Labour support for UK’s nuclear weapons at the cost of £205 billion
Labour’s commitment to maintaining the UK’s nuclear weapons is “non-negotiable”, the party’s shadow defence minister, John Healey, is expected to say in a speech on Friday
In a speech to the Royal United Services Institute – which was set up by the Duke of Wellington and is the world’s oldest defence think-tank – he will say:
“First, Labour’s commitment to Nato is unshakeable,” he is due to say, according to extracts of the speech released in advance. “Second, Labour’s support for the UK’s nuclear deterrent is non-negotiable. Third, Labour’s commitment to international law and the UN, to universal human rights and to the multilateral treaties and organisations that uphold them, is total.
“And fourth, Labour’s determination to see British investment directed first to British industry is fundamental, not just to our thinking on defence, but on the kind of society we want to build.”
Labour is, Healey will argue, “the party of sovereign defence capability – we see the steel industry, the shipyards, the aerospace and materials industries as a national asset.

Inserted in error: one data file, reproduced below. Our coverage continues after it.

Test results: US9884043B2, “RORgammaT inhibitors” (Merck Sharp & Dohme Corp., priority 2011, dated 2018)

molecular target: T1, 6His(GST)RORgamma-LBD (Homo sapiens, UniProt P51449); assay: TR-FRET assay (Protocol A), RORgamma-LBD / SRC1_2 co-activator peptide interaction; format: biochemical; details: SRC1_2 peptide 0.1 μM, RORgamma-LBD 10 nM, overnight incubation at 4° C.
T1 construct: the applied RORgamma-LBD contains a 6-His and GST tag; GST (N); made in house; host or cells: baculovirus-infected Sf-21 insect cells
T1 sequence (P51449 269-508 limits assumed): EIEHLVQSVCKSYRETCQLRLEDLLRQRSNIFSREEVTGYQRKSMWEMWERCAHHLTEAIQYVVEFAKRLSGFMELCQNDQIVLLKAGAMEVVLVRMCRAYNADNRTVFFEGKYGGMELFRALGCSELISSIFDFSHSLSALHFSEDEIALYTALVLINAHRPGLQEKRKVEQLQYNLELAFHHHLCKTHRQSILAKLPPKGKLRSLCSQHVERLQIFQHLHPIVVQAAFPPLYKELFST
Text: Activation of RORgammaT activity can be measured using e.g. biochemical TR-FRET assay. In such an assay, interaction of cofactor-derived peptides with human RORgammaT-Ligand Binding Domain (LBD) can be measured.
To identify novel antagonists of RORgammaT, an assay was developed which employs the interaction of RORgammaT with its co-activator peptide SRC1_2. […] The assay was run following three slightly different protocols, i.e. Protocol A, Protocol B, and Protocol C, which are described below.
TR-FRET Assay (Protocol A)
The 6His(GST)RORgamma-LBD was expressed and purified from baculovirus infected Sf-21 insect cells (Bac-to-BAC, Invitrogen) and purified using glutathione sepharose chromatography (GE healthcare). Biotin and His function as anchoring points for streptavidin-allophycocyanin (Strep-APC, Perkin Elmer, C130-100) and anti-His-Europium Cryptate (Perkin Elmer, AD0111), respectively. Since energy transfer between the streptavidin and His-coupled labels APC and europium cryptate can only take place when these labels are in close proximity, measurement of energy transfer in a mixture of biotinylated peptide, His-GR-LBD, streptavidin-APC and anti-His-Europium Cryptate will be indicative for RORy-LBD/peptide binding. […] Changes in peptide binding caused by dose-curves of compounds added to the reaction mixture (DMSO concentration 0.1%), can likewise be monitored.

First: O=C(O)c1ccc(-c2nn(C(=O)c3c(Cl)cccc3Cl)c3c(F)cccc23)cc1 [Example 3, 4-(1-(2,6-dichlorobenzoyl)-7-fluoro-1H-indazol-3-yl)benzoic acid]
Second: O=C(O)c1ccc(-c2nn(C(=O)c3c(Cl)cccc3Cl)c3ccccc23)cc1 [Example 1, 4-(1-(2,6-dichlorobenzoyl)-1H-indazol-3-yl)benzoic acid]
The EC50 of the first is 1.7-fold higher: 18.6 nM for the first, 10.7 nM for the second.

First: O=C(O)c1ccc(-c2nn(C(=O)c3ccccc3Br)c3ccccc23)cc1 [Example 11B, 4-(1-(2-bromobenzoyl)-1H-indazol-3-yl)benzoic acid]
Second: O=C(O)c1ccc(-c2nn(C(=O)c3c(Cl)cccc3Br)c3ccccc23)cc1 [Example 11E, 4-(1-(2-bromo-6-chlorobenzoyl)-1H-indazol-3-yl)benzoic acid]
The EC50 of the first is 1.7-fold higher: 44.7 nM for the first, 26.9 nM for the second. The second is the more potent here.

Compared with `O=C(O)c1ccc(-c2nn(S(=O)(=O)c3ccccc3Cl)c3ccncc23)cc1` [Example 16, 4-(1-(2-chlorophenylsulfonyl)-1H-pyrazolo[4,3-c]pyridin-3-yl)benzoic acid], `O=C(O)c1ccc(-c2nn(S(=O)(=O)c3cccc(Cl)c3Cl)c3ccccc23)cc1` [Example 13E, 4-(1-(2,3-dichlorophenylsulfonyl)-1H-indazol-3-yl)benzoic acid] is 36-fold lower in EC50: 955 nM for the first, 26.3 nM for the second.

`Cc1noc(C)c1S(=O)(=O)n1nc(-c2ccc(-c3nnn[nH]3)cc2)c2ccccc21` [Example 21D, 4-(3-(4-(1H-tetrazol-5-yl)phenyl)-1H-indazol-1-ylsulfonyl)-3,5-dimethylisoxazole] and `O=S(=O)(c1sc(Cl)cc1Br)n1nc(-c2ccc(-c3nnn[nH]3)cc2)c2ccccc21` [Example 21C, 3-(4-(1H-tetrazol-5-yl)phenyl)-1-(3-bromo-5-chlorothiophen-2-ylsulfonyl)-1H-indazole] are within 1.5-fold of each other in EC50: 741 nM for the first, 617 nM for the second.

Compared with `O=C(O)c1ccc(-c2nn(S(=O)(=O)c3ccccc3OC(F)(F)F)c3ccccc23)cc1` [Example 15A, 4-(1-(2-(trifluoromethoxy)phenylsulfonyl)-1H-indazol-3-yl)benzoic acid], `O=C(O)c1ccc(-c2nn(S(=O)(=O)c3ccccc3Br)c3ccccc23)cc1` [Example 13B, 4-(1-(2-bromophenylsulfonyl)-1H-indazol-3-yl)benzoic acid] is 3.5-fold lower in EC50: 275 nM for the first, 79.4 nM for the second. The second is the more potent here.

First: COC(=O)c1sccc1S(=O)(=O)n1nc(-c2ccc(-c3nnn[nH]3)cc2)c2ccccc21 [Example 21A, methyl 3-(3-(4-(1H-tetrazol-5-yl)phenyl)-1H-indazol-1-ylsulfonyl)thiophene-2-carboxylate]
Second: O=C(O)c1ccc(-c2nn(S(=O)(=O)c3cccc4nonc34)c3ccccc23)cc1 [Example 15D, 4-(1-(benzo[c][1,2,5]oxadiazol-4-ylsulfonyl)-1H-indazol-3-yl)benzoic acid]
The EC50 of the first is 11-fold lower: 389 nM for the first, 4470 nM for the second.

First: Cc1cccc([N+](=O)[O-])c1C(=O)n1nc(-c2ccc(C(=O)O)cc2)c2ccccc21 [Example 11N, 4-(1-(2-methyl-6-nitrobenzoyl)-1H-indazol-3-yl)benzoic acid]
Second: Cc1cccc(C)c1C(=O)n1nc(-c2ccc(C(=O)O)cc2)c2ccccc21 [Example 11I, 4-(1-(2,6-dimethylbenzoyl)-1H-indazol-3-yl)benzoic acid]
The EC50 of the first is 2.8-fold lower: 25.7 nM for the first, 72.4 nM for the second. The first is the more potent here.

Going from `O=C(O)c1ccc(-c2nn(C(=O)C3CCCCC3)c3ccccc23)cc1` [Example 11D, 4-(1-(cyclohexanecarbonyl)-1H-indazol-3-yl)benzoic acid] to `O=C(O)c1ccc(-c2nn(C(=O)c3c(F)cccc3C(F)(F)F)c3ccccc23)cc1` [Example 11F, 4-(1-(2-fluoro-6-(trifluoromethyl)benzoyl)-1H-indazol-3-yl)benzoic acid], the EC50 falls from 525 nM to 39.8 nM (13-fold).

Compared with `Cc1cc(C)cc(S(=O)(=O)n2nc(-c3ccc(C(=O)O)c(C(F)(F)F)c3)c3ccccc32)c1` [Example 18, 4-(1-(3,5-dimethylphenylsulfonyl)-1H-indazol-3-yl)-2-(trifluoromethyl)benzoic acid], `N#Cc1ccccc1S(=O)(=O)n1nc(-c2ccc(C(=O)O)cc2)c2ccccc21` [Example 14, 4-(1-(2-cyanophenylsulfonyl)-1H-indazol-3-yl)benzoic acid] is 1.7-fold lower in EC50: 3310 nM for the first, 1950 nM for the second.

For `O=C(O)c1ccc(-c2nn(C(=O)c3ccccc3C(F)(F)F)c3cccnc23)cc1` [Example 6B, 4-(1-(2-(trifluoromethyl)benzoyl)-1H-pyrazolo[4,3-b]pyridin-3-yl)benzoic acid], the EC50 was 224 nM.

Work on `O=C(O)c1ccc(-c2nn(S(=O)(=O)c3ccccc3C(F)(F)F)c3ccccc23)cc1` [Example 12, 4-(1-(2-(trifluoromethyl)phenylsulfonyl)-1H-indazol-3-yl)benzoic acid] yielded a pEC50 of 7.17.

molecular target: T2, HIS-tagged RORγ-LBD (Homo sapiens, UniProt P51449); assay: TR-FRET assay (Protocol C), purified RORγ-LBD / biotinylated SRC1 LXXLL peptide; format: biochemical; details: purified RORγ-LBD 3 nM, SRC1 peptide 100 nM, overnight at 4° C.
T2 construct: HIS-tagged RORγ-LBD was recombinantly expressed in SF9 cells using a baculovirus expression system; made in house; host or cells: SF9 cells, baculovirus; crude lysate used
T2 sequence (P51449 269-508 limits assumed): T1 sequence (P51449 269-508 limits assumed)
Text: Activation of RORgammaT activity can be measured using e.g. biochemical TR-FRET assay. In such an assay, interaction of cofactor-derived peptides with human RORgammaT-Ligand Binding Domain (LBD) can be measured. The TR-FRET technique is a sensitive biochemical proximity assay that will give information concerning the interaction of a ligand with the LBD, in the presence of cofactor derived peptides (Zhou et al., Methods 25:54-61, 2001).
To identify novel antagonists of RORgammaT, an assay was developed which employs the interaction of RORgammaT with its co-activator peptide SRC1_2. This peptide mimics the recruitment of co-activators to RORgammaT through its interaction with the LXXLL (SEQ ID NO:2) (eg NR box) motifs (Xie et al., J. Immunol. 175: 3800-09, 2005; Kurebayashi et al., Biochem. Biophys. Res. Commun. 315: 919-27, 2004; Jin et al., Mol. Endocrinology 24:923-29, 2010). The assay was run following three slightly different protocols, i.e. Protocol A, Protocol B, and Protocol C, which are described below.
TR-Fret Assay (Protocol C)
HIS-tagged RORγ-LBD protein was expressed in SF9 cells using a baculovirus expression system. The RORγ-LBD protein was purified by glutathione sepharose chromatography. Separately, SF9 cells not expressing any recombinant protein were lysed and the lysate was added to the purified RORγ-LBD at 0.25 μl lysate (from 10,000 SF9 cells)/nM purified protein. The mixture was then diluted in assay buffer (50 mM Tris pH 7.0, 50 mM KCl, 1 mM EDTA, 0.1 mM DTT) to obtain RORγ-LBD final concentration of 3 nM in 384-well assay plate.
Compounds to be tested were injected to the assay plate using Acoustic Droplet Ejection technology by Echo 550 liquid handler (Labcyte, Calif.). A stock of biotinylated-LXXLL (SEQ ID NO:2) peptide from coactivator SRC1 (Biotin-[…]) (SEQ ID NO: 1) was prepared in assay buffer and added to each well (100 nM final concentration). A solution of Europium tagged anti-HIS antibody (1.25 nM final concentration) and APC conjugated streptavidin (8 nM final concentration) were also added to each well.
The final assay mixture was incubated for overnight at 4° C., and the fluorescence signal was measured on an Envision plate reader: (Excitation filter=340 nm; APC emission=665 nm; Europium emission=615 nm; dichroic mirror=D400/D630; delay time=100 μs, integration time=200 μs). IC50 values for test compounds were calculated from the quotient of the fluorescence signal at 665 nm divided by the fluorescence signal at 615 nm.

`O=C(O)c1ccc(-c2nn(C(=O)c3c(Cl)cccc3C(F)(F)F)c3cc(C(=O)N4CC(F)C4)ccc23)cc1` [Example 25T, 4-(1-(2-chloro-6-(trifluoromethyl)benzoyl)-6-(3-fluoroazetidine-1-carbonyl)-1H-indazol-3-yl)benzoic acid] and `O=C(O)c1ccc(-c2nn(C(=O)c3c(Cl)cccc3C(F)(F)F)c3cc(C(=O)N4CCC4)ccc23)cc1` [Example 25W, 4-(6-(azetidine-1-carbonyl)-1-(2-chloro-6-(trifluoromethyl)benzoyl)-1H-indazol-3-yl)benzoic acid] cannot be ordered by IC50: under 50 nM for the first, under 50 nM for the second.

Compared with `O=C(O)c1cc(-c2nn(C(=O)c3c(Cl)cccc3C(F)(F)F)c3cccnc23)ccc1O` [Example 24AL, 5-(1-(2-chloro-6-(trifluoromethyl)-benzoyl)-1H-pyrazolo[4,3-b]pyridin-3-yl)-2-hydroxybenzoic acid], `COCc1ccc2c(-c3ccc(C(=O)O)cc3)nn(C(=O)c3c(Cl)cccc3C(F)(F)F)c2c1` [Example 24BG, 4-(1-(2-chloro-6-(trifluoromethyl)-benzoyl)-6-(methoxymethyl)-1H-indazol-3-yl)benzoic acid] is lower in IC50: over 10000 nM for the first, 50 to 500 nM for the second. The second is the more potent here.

“We want to see a clear plan from government to enhance these capabilities. We want to see, for the good of our country, as much as possible of our equipment designed and built here.”
The speech comes as the Government prepares to publish its long-delayed Integrated Review of defence, foreign affairs and international aid.
Experts fear the Army will be cut by 10,000 troops and scores of tanks will be scrapped – despite a record £16.5billion, four-year cash pledge from Boris Johnson last autumn.
Mr Healey will stress Labour’s plan to back UK industry with military procurement deals that benefit Britain’s defence, aerospace, shipbuilding and steel sectors.
He will say: “We are the party of sovereign defence capability – we see the steel industry, the shipyards, the aerospace and materials industries as a national asset.
We want to see a clear plan from Government to enhance these capabilities.
“We want to see, for the good of our country, as much as possible of our equipment designed and built here.”
Unions for defence workers hailed the commitments.